Why is it by some of the kri and ksivs in the megilla - like Memuchan and kiblu, we just say the Kri and other ones I've seen some actually say both the kri and the ksiv - the Baal Koreh reads be-amram, ki-amram (third chapter, fourth verse) or bifneihem, lifneihem (looking up chapter and verse).? What’s the source for all of these?
Every word in Tanakh has a Kri (the way it is read) and a Ktiv (the way it is written). In the vast, vast majority of cases, those are the equivalent to each other. Sometimes they are different. (Very, very rarely one of those values will actually be null, but never in Esther or the Torah.) In every single case we only read Kri and only write Ktiv.
In your case (Esther 3:4) there is a small debate what the Kri for that word is. Almost everyone thinks the Kri is כאמרם different from the Ktiv. A probably mistaken minority opinion [allegedly] thinks the Kri matches the Ktiv there. Therefore in recent years some people decided to be stringent to read both just in case.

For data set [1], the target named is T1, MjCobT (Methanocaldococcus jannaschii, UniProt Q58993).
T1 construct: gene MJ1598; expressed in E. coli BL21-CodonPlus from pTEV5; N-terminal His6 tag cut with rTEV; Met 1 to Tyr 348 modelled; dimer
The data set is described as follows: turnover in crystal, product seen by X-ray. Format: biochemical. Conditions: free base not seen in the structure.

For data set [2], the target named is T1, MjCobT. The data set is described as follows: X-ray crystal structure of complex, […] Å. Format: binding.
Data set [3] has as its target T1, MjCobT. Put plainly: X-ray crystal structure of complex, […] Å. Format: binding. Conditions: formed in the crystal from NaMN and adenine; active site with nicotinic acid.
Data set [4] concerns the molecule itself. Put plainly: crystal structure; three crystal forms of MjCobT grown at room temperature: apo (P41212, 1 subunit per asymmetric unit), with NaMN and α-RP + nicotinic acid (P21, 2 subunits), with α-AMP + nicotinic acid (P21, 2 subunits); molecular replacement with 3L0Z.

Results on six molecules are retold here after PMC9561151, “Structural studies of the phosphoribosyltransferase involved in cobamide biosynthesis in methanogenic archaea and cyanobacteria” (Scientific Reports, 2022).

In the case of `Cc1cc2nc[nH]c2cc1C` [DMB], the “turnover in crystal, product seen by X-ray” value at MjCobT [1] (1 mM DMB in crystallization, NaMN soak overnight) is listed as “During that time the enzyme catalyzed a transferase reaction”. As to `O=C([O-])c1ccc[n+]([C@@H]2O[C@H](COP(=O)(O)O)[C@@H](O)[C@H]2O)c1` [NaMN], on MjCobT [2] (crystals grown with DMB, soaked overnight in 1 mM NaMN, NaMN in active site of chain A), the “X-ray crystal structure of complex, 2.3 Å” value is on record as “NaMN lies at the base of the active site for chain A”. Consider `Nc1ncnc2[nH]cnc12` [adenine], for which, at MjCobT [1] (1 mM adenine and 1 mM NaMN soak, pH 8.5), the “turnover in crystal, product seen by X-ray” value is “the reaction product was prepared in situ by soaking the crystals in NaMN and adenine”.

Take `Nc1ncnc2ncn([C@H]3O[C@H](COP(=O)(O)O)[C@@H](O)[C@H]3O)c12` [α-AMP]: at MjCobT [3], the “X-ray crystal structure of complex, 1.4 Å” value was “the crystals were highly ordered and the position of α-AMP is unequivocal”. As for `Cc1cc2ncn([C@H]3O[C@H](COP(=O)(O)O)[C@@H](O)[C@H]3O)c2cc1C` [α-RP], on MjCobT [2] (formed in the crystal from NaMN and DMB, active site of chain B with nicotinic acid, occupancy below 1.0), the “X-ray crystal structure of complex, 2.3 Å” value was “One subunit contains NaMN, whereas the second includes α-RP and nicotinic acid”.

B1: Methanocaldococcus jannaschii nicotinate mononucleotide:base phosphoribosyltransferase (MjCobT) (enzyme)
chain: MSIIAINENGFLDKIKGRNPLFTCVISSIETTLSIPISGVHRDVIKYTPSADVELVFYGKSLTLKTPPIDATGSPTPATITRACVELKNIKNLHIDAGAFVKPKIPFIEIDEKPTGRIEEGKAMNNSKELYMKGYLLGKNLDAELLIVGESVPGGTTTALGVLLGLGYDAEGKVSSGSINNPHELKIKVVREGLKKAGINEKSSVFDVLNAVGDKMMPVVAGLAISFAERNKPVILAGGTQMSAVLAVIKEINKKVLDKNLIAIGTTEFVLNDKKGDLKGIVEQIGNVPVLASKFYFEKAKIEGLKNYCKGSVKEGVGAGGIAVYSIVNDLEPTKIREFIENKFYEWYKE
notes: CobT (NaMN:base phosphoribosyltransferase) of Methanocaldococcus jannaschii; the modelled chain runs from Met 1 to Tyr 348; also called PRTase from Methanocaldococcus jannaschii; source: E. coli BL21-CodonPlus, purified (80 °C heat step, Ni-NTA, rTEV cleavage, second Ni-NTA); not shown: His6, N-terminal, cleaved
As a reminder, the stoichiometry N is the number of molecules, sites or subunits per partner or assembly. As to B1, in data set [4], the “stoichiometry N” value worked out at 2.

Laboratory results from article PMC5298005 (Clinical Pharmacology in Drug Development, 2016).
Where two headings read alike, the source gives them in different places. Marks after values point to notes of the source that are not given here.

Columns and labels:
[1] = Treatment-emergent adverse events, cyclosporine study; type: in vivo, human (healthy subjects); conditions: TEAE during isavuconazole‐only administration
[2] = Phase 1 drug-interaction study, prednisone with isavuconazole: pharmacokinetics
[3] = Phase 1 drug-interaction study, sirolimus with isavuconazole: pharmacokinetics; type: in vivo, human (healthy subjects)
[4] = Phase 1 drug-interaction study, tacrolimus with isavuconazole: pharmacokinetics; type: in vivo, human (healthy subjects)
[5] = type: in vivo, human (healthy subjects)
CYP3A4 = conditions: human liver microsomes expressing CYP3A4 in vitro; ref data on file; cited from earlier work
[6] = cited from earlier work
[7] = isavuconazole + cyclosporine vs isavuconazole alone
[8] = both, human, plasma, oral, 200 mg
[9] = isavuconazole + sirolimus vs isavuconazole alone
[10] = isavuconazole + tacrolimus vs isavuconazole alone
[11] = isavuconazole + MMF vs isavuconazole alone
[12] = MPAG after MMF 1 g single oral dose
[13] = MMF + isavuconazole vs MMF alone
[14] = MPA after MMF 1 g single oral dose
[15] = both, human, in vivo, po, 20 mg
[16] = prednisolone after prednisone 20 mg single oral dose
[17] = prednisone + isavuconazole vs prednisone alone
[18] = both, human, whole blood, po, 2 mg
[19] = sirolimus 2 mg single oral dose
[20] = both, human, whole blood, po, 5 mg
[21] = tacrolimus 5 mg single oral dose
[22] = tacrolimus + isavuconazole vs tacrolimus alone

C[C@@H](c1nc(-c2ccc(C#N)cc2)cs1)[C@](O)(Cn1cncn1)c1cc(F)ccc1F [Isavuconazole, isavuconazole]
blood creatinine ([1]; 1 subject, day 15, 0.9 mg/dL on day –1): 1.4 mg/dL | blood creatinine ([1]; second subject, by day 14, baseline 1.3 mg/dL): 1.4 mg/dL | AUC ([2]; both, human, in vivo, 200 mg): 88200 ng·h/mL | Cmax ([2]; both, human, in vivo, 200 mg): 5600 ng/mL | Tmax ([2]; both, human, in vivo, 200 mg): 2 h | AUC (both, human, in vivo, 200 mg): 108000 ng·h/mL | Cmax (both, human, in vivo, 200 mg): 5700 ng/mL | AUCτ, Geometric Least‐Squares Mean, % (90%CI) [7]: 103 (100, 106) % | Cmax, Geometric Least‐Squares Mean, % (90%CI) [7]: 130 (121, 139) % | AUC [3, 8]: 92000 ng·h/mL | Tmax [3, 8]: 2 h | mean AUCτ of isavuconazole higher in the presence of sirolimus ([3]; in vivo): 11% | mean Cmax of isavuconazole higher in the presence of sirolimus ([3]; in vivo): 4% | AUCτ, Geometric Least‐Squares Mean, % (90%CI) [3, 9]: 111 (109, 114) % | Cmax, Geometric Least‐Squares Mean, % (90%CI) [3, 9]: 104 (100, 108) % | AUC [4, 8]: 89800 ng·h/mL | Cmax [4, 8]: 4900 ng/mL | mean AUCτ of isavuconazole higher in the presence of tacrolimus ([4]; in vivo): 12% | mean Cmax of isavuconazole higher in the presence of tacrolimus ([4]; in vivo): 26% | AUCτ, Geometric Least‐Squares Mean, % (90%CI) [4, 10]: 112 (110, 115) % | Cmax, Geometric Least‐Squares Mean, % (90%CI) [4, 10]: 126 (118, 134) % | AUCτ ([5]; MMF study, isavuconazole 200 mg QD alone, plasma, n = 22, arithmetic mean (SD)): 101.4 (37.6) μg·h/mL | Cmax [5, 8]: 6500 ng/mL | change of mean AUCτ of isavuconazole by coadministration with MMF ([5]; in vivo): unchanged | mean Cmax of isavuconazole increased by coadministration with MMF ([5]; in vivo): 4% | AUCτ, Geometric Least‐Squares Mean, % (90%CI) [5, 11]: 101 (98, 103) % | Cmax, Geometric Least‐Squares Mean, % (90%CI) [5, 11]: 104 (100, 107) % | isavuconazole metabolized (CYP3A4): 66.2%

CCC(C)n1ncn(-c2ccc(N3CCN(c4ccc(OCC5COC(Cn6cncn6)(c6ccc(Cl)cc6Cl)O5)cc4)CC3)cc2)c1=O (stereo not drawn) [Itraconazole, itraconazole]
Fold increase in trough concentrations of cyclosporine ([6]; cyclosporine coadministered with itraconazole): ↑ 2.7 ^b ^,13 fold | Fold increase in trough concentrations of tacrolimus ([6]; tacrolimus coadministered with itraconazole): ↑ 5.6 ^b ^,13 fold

The same sort of story applies to a handful of other places in Esther where some minority opinion exists or allegedly exists or historically existed that a word should be read in some other way than the dominant traditional position dictates (eg. 1:22, 2:9, 7:6, 8:11, 9:2). CYLOR before doing jumping on the bandwagon to see if such a practice is worth your time and worth promulgating doubts about our Mesorah of Tanakh.